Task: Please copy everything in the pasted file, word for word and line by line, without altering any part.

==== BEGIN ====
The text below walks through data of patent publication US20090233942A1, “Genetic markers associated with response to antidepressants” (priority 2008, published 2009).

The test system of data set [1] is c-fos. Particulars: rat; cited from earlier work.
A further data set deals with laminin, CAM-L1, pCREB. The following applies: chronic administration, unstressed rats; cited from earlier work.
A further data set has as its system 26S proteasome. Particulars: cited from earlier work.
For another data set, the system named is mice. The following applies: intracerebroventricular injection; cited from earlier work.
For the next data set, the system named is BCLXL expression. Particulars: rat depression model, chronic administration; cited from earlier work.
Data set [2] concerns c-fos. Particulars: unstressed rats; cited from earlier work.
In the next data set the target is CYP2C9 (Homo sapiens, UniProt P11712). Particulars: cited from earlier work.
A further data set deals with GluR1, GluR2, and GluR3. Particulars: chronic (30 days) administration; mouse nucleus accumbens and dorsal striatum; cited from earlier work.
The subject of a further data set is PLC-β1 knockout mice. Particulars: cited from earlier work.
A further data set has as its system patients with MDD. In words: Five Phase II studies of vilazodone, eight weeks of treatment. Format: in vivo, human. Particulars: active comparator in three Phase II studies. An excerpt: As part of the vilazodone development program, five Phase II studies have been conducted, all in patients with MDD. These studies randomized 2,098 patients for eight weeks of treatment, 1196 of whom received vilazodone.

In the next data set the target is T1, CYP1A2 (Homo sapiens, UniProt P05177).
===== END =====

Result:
The text below walks through data of patent publication US20090233942A1, “Genetic markers associated with response to antidepressants” (priority 2008, published 2009).

The test system of data set [1] is c-fos. Particulars: rat; cited from earlier work.
A further data set deals with laminin, CAM-L1, pCREB. The following applies: chronic administration, unstressed rats; cited from earlier work.
A further data set has as its system 26S proteasome. Particulars: cited from earlier work.
For another data set, the system named is mice. The following applies: intracerebroventricular injection; cited from earlier work.
For the next data set, the system named is BCLXL expression. Particulars: rat depression model, chronic administration; cited from earlier work.
Data set [2] concerns c-fos. Particulars: unstressed rats; cited from earlier work.
In the next data set the target is CYP2C9 (Homo sapiens, UniProt P11712). Particulars: cited from earlier work.
A further data set deals with GluR1, GluR2, and GluR3. Particulars: chronic (30 days) administration; mouse nucleus accumbens and dorsal striatum; cited from earlier work.
The subject of a further data set is PLC-β1 knockout mice. Particulars: cited from earlier work.
A further data set has as its system patients with MDD. In words: Five Phase II studies of vilazodone, eight weeks of treatment. Format: in vivo, human. Particulars: active comparator in three Phase II studies. An excerpt: As part of the vilazodone development program, five Phase II studies have been conducted, all in patients with MDD. These studies randomized 2,098 patients for eight weeks of treatment, 1196 of whom received vilazodone.

In the next data set the target is T1, CYP1A2 (Homo sapiens, UniProt P05177).